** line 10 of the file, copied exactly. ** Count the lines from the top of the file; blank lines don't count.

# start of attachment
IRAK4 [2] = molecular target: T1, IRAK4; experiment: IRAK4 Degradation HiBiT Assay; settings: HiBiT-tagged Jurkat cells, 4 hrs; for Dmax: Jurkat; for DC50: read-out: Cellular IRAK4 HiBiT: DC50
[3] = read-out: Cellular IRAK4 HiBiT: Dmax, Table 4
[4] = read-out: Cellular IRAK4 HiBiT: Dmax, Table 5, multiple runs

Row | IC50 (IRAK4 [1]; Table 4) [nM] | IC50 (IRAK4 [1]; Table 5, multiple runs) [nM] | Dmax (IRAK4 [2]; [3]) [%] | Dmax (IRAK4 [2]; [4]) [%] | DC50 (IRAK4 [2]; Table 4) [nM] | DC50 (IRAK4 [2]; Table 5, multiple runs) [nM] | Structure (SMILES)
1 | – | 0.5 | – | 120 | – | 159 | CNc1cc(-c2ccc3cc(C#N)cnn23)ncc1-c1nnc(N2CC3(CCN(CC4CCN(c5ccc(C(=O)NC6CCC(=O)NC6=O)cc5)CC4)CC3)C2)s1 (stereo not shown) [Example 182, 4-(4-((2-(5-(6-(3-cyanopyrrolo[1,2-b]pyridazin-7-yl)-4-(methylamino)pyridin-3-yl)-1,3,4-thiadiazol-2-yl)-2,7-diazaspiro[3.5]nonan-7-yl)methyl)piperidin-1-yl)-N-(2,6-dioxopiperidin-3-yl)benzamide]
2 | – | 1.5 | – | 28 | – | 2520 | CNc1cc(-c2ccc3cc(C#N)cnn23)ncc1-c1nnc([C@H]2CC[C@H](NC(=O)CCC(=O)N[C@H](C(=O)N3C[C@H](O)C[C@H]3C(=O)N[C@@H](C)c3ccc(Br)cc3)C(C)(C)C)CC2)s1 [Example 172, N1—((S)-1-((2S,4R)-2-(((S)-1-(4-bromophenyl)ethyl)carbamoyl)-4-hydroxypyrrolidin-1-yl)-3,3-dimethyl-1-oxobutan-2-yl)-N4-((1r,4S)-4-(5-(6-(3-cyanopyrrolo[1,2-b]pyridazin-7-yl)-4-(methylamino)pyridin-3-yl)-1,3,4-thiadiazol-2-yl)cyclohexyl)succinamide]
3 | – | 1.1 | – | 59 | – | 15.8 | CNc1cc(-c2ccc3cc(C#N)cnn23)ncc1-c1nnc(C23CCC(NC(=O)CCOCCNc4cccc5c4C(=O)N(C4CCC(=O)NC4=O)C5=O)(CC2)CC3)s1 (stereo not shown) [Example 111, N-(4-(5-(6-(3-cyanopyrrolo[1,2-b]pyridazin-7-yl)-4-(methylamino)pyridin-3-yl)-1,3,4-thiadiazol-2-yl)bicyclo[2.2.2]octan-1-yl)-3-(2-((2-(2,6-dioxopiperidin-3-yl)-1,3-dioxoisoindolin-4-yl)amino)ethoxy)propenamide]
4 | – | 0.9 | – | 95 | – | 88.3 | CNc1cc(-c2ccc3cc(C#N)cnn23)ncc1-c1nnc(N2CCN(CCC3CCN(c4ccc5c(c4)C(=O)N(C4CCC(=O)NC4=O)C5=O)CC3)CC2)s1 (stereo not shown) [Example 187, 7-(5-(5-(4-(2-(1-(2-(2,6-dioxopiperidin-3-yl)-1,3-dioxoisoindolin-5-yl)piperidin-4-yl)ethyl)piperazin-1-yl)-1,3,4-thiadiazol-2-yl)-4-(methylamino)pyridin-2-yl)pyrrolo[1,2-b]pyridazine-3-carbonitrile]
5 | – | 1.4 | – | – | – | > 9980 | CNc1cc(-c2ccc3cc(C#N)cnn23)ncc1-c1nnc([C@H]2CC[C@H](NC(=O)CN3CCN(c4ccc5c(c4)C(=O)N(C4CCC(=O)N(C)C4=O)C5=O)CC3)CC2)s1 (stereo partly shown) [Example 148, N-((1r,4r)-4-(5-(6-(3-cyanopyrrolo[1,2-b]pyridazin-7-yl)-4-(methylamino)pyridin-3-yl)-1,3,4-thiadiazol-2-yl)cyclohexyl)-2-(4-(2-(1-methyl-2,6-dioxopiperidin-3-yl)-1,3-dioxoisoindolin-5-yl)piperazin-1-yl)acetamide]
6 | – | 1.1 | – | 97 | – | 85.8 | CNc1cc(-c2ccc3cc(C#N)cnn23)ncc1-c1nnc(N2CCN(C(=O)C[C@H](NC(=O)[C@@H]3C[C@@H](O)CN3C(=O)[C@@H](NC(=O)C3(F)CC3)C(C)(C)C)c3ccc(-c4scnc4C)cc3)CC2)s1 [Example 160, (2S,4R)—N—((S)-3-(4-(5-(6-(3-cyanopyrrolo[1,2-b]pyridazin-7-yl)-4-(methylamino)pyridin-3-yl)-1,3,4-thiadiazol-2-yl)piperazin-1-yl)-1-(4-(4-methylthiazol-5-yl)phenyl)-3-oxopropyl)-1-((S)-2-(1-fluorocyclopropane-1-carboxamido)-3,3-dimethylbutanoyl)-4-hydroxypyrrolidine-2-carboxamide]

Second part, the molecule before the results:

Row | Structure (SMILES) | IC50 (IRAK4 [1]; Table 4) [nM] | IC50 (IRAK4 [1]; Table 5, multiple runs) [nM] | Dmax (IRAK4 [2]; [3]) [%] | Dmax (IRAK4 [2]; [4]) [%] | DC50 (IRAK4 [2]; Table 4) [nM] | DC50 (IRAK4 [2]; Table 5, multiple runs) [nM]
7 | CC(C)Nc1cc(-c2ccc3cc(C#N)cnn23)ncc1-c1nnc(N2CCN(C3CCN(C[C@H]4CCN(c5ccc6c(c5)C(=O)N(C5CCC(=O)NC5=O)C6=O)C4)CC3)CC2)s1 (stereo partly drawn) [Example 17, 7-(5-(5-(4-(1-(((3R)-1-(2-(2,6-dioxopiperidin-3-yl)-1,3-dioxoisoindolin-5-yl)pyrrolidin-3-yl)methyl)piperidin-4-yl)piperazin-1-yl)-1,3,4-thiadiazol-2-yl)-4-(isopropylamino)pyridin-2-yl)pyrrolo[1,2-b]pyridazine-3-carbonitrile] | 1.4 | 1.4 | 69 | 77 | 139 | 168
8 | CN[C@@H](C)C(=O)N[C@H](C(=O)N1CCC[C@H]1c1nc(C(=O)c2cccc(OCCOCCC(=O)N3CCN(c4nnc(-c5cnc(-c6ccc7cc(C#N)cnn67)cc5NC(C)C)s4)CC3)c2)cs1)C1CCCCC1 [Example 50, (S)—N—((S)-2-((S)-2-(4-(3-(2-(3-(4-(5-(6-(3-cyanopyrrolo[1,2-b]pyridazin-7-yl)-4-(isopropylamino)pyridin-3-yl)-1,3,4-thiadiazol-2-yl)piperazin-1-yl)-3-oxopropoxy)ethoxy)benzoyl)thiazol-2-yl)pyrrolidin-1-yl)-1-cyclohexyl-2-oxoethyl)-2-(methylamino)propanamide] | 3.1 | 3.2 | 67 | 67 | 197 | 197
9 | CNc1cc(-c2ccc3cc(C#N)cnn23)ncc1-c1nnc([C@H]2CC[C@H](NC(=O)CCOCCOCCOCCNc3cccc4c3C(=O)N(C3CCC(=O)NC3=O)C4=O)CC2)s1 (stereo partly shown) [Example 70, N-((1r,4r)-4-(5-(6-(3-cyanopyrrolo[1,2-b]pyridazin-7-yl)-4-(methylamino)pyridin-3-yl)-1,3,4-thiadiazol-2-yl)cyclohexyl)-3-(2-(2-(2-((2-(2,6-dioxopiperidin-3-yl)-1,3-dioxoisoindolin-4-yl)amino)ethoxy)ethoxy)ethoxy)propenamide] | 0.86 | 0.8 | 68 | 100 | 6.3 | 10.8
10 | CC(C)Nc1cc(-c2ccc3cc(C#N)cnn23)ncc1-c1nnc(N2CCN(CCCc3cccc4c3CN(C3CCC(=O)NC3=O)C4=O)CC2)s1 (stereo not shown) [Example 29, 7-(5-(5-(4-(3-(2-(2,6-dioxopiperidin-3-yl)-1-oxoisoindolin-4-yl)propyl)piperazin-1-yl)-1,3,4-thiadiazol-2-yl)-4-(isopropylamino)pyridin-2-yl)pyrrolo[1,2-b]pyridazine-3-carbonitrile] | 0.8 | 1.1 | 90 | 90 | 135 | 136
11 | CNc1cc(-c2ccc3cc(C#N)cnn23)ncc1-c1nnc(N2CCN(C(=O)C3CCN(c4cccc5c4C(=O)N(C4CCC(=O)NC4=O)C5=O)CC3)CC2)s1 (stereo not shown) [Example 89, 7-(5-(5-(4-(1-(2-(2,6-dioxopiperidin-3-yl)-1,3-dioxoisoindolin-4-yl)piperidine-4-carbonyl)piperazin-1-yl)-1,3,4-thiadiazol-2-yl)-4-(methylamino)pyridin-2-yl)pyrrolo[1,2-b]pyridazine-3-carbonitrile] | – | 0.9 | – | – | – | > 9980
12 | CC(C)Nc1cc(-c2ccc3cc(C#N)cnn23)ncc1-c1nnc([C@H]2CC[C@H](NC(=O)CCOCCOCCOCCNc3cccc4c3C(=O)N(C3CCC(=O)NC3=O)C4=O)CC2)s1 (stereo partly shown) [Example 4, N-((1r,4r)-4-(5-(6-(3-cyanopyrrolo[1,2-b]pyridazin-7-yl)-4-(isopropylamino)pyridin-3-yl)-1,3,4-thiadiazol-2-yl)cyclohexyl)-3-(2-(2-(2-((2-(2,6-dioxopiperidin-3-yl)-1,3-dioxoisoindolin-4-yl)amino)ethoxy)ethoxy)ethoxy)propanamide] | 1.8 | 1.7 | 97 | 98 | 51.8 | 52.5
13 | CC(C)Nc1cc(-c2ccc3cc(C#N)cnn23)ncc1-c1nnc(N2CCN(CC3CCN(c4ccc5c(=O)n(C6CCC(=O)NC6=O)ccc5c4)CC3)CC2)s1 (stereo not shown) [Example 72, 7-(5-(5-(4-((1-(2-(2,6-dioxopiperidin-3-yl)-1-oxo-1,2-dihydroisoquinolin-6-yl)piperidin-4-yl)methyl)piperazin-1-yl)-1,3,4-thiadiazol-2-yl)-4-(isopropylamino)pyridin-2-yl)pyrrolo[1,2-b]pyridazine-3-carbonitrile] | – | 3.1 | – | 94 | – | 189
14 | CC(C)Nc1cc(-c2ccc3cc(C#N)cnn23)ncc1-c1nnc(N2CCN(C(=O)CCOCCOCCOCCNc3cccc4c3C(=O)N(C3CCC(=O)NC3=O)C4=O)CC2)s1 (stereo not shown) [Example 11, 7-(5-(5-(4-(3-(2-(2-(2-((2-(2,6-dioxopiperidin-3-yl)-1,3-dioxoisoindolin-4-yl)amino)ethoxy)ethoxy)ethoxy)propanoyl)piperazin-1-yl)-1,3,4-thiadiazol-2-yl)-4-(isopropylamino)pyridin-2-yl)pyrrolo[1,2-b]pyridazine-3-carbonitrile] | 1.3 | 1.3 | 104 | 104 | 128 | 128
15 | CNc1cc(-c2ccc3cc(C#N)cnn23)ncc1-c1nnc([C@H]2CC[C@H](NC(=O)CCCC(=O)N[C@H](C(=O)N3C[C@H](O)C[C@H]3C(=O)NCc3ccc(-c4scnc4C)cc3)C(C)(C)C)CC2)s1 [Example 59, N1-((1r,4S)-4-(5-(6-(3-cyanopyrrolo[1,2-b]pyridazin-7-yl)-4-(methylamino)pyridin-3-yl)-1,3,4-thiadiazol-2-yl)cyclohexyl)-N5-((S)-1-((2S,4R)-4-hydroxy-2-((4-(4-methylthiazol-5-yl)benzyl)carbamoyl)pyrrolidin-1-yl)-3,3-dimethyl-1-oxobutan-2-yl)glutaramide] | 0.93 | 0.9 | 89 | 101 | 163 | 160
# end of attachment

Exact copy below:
6 | – | 1.1 | – | 97 | – | 85.8 | CNc1cc(-c2ccc3cc(C#N)cnn23)ncc1-c1nnc(N2CCN(C(=O)C[C@H](NC(=O)[C@@H]3C[C@@H](O)CN3C(=O)[C@@H](NC(=O)C3(F)CC3)C(C)(C)C)c3ccc(-c4scnc4C)cc3)CC2)s1 [Example 160, (2S,4R)—N—((S)-3-(4-(5-(6-(3-cyanopyrrolo[1,2-b]pyridazin-7-yl)-4-(methylamino)pyridin-3-yl)-1,3,4-thiadiazol-2-yl)piperazin-1-yl)-1-(4-(4-methylthiazol-5-yl)phenyl)-3-oxopropyl)-1-((S)-2-(1-fluorocyclopropane-1-carboxamido)-3,3-dimethylbutanoyl)-4-hydroxypyrrolidine-2-carboxamide]